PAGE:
Remarkable advances in glass technology have led to the development of low-emissivity (low-E) glass to replace inefficient single-pane glass. Its invisible thin layers of metallic oxide selectively reflect heat while allowing visible light to pass through. In the summer, low-E glass blocks heat from the sun’s rays during daylight hours and prevents heat loss in the winter when the heat source is warm indoor air.
2. Double-pane window
Two glass panes separated by argon or krypton form a highly insulating window. Also known as dual-pane windows, double-pane windows are very effective at blocking thermal radiation. Providing high thermal insulation and minimizing cooling costs is a more cost-efficient way to keep indoor temperatures at desirable levels.
3. Storm windows
Single-pane windows allow warm and cold air to interchange freely, resulting in large temperature swings during the day and night. Adding storm windows can reduce these fluctuations. Designed for interior or exterior applications, a storm window is placed inside or outside an existing window to prevent air infiltration and minimize heat loss.
4. Weatherstripping and caulking
Air leakage around windows and doors can lead to drafts, high heating costs and wasted energy. Weatherstripping reduces gaps between window sills and frames, reducing air movement and improving thermal insulation. Alternatively, caulking is used to plug holes and cracks in window frames, sills, joints and between window sashes so that air cannot escape.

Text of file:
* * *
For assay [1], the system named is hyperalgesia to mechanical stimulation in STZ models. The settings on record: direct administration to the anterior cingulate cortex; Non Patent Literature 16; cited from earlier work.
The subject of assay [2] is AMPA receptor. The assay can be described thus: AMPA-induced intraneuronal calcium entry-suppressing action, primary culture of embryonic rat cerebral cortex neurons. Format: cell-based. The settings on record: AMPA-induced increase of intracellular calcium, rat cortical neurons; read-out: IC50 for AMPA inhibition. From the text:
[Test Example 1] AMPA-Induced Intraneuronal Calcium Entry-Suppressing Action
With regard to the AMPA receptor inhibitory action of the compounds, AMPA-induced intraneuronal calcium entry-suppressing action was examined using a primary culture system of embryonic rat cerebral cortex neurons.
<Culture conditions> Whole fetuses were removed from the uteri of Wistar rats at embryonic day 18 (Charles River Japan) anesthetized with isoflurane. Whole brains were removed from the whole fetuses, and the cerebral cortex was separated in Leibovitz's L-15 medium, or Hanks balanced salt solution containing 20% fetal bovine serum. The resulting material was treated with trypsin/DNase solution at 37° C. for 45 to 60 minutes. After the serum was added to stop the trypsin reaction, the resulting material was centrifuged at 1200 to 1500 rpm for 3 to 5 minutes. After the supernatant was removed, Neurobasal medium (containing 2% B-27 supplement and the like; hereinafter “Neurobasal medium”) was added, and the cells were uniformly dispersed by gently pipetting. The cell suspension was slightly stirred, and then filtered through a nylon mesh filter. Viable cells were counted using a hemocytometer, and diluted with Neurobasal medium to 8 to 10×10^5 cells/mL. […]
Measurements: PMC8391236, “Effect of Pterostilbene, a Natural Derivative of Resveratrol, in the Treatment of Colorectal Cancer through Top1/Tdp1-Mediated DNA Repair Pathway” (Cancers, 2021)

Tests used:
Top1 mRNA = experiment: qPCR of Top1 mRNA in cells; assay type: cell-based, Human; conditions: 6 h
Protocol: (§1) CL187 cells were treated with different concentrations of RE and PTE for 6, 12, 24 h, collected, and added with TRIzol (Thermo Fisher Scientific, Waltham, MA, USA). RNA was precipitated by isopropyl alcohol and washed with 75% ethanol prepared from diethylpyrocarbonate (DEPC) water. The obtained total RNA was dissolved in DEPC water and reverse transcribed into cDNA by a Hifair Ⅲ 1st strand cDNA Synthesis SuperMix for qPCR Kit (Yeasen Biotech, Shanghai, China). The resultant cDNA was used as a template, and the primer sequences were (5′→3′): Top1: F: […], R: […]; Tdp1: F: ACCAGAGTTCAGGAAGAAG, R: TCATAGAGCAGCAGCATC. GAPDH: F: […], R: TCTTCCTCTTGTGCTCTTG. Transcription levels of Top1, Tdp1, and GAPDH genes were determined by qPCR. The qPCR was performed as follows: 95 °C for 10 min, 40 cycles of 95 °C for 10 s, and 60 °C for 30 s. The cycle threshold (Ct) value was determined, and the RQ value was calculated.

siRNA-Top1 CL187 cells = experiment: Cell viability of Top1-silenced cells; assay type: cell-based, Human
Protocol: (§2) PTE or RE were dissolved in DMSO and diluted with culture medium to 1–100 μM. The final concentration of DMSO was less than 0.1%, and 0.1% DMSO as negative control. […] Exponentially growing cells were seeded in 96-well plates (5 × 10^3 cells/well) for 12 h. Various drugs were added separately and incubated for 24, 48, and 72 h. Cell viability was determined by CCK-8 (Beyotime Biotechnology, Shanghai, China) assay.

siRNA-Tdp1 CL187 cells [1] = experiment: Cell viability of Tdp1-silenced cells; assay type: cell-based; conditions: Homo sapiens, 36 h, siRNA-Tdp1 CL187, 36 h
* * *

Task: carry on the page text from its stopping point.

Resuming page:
5. Window treatments
Style, privacy and natural light control are the primary reasons for using window treatments such as blinds, draperies, shutters and shades. However, heavy drapes block out light and trap warm air inside the house during the colder months. On the other hand, adjustable shades eliminate glare, regulating sunlight and airflow without heating the room.
6. Reflective window film
Versatility and ease of application make reflective window insulation film a popular choice. It’s easy to cut, fits most windows and operates quietly. Solar control films reflect heat and UV rays to keep your home cooler by reducing solar heat gain. Thus, they share the workload with your AC to speed up the comfort level in your home and provide you with lower energy bills.
7. Exterior shading
Over-reliance on HVAC systems to maintain interior temperatures during sun-soaked seasons can result in high cooling costs. Fortunately, there are cost-effective ways to reduce the need for air conditioning and better manage your energy consumption. Exterior shading solutions like awnings, shutters and overhangs block direct sunlight from entering your home with minimal heat buildup.